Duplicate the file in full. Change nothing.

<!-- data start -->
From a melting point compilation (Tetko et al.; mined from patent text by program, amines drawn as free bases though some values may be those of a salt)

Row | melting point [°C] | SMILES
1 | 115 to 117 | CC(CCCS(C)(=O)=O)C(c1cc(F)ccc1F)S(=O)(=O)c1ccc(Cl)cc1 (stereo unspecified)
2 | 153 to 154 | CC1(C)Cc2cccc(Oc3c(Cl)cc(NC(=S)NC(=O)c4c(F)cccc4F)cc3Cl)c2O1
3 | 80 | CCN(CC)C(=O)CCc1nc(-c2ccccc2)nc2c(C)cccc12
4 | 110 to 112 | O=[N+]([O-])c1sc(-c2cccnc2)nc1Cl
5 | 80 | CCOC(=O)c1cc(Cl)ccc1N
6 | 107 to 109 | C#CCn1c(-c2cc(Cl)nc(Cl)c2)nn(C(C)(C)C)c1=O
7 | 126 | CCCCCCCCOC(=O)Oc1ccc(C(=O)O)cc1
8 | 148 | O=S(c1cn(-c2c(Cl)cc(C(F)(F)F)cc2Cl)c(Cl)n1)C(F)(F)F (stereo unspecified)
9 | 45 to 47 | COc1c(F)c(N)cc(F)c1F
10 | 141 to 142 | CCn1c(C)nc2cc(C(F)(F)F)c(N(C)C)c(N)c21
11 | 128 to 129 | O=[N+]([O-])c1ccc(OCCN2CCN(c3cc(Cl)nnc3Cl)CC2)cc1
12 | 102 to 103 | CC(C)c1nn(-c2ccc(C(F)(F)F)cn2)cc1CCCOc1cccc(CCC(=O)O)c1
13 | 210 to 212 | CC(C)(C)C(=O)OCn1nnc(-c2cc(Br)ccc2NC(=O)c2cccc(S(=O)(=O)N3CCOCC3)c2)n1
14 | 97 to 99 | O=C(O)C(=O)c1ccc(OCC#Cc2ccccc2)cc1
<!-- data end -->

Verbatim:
From a melting point compilation (Tetko et al.; mined from patent text by program, amines drawn as free bases though some values may be those of a salt)

Row | melting point [°C] | SMILES
1 | 115 to 117 | CC(CCCS(C)(=O)=O)C(c1cc(F)ccc1F)S(=O)(=O)c1ccc(Cl)cc1 (stereo unspecified)
2 | 153 to 154 | CC1(C)Cc2cccc(Oc3c(Cl)cc(NC(=S)NC(=O)c4c(F)cccc4F)cc3Cl)c2O1
3 | 80 | CCN(CC)C(=O)CCc1nc(-c2ccccc2)nc2c(C)cccc12
4 | 110 to 112 | O=[N+]([O-])c1sc(-c2cccnc2)nc1Cl
5 | 80 | CCOC(=O)c1cc(Cl)ccc1N
6 | 107 to 109 | C#CCn1c(-c2cc(Cl)nc(Cl)c2)nn(C(C)(C)C)c1=O
7 | 126 | CCCCCCCCOC(=O)Oc1ccc(C(=O)O)cc1
8 | 148 | O=S(c1cn(-c2c(Cl)cc(C(F)(F)F)cc2Cl)c(Cl)n1)C(F)(F)F (stereo unspecified)
9 | 45 to 47 | COc1c(F)c(N)cc(F)c1F
10 | 141 to 142 | CCn1c(C)nc2cc(C(F)(F)F)c(N(C)C)c(N)c21
11 | 128 to 129 | O=[N+]([O-])c1ccc(OCCN2CCN(c3cc(Cl)nnc3Cl)CC2)cc1
12 | 102 to 103 | CC(C)c1nn(-c2ccc(C(F)(F)F)cn2)cc1CCCOc1cccc(CCC(=O)O)c1
13 | 210 to 212 | CC(C)(C)C(=O)OCn1nnc(-c2cc(Br)ccc2NC(=O)c2cccc(S(=O)(=O)N3CCOCC3)c2)n1
14 | 97 to 99 | O=C(O)C(=O)c1ccc(OCC#Cc2ccccc2)cc1